Review: Read Only Memories: Neurodiver

15 May 2024
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Don’t look now, but it’s been quite a while since 2015’s 2064: Read Only Memories introduced us to the cyberpunk world of Neo San Francisco. While we covered the definitive Integral release a few years after its initial release, I don’t think anyone was expecting to have to wait for a proper follow-up for this long. That didn’t stop developer Midboss from expanding the universe between these games with a graphic novel story centered around ex-cop Lexi Rivers. Both of these stories are worth experiencing, which puts pressure on Neurodiver to uphold a story-rich status quo. 

This shouldn’t surprise anyone who dove into the series and enjoyed the ins and outs of what I found to be a deep and compelling universe. But the number of times this game was pushed back signaled that they want to be sure they get this right from the get-go. Thankfully, we’ve been lucky enough to get a chance to get acclimated with Neurodiver on a couple of occasions through previews of the Pilot Memory and a prior build of the game. Having a chance to talk to the developers directly didn’t exactly hurt, either. 

I’m lucky enough to have been around the “long waits between games” block before, so the expectation of the “is this worth the wait” is a sentiment that isn’t especially foreign to me. Regardless of the wait, the time has finally arrived for everyone to experience ES88’s story and her psycho-diving exploits.

Published by Chorus Worldwide Games, Read Only Memories: Neurodiver releases on PS4/PS5/Xbox One/Series S|X/Switch/PC (Steam/Epic Store) on May 16th, 2024. The Switch version was played for this review. 

Golden Memories Made Magical

Overlooking Neo San Francisco, the MINERVA complex is home to some of the best and brightest espers in the field. One such esper, ES88 (aka Luna Cruz de la Vega, or just Luna), starts her day by completing her first psychic dive with her newly assigned synthetic esper known as the Neurodiver. This worm-like creature helps ES88 establish a better psychic connection with the subject, allowing her to dive into their memories and help repair fragmented irregularities in their minds. Once she finds her footing, ES88 is summoned by lead esper FORTUNA to take on a new assignment after helping her bumbling coworker retrieve a mundane memory.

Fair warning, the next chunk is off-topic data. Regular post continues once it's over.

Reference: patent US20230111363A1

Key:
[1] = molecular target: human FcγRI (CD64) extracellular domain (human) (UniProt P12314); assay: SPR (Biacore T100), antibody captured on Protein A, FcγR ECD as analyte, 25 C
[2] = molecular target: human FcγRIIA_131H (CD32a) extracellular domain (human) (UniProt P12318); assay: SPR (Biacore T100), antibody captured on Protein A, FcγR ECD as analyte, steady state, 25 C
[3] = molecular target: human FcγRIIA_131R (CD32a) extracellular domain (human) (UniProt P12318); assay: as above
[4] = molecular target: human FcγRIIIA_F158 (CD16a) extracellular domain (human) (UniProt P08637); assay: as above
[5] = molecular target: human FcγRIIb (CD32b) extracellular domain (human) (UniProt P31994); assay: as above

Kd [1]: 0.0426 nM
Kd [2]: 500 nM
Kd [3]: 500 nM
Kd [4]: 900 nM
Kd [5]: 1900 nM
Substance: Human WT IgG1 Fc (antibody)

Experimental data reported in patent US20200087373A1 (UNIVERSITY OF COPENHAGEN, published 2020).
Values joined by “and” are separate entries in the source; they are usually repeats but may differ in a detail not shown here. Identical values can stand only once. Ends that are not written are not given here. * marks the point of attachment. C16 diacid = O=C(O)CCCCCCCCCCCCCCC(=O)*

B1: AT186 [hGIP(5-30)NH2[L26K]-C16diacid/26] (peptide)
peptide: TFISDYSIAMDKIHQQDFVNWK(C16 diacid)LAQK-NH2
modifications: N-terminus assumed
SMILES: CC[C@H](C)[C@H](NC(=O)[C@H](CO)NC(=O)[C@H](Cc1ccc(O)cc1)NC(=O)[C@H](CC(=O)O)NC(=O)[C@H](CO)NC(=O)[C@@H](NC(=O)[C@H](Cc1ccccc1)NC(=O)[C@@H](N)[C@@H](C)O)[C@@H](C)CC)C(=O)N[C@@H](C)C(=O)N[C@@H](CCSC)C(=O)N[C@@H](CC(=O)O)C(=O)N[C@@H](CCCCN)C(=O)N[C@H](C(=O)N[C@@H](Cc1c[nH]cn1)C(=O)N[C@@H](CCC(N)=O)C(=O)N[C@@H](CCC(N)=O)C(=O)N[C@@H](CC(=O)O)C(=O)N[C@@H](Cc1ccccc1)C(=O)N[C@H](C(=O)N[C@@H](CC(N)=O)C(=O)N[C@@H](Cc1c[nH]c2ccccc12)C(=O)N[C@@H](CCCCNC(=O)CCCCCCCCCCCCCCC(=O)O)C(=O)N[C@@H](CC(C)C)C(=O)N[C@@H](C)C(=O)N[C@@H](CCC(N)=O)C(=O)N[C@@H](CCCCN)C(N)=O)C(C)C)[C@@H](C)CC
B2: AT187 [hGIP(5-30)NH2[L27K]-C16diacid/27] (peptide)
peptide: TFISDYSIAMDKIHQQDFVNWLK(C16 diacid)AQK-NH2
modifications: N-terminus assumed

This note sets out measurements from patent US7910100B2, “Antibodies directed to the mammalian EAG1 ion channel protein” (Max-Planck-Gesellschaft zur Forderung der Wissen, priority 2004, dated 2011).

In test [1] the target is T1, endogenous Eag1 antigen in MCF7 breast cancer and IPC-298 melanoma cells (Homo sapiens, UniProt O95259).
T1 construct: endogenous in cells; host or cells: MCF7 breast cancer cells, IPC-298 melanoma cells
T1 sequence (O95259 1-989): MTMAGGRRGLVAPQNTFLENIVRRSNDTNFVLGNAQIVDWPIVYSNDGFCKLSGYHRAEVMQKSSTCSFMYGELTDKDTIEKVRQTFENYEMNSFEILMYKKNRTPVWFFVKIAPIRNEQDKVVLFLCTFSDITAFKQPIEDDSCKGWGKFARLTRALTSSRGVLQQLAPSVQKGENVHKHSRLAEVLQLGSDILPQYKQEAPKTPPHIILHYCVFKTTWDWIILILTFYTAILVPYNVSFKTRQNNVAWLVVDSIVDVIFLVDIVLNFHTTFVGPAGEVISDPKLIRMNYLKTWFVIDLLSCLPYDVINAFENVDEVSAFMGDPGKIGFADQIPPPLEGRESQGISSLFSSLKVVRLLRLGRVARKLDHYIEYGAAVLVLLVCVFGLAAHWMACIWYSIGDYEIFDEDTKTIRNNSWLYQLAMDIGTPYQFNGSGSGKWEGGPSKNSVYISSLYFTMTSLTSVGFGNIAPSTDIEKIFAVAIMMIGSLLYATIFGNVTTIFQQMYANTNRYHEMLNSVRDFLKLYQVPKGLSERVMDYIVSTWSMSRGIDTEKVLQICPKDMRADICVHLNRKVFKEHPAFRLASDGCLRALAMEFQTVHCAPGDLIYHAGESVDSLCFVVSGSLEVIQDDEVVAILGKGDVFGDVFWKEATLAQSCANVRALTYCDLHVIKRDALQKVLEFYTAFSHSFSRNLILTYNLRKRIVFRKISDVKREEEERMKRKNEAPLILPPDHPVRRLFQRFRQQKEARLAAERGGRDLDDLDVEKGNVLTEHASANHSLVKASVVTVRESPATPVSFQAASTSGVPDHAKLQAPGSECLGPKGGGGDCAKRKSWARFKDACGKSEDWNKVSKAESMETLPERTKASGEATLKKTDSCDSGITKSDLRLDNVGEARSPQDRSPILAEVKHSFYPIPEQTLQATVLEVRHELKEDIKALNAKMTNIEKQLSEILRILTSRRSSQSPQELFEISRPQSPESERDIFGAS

Flanked by her broad-shouldered “brain-controlled android” partner known as GATE, FORTUNA briefs them on the exploits of the rogue esper known as Golden Butterfly. Primarily wreaking havoc in people’s minds by creating memory fragments and jumping from person to person, ES88 starts out thinking that her first major assignment is one that she can handle despite the challenge it presents. 

While early on the story largely concerns itself with getting you familiar with the cast and their relationships, things start moving in a mind-screwy direction once Golden’s motivations and methods used to accomplish their goal begin to take hold. Those same exploits test ES88’s skills and fortitude in ways she never thought she might have to endure.

Despite those trials, GATE’s emotional support in those tough moments was a highlight. Their relationship is one of my favorite story elements during my playthrough, and seeing her be such a rock to her partner while she navigates Golden’s shenanigans is not something you see very often in games. ES88 is usually a pretty bubbly person, which leads to some fun interactions between both of them. Having an outspoken personality flanked with a straight-laced foil is nothing new, but it’s fun watching the esper/magical girl fangirl watch her partner navigate that part of her personality. 

Golden’s personality (and numerous forms) starts out somewhat flamboyantly, but further progression into the story starts to peel back more of this antagonist’s personality beyond what someone might expect from this type of character. They’re most definitely playing their role, but the kind of rogue with motivations that move beyond a simple “doing it because it’s chaotic and evil” kind of motivation. Golden definitely needles Luna once they make their presence known during dives, as you’d expect. Though certain plot beats had me going “Wait, that’s a good point” more than once. Some of the decisions Luna makes during dives do come back to bite her in the ass, and Golden is more than happy to use that opportunity to their advantage.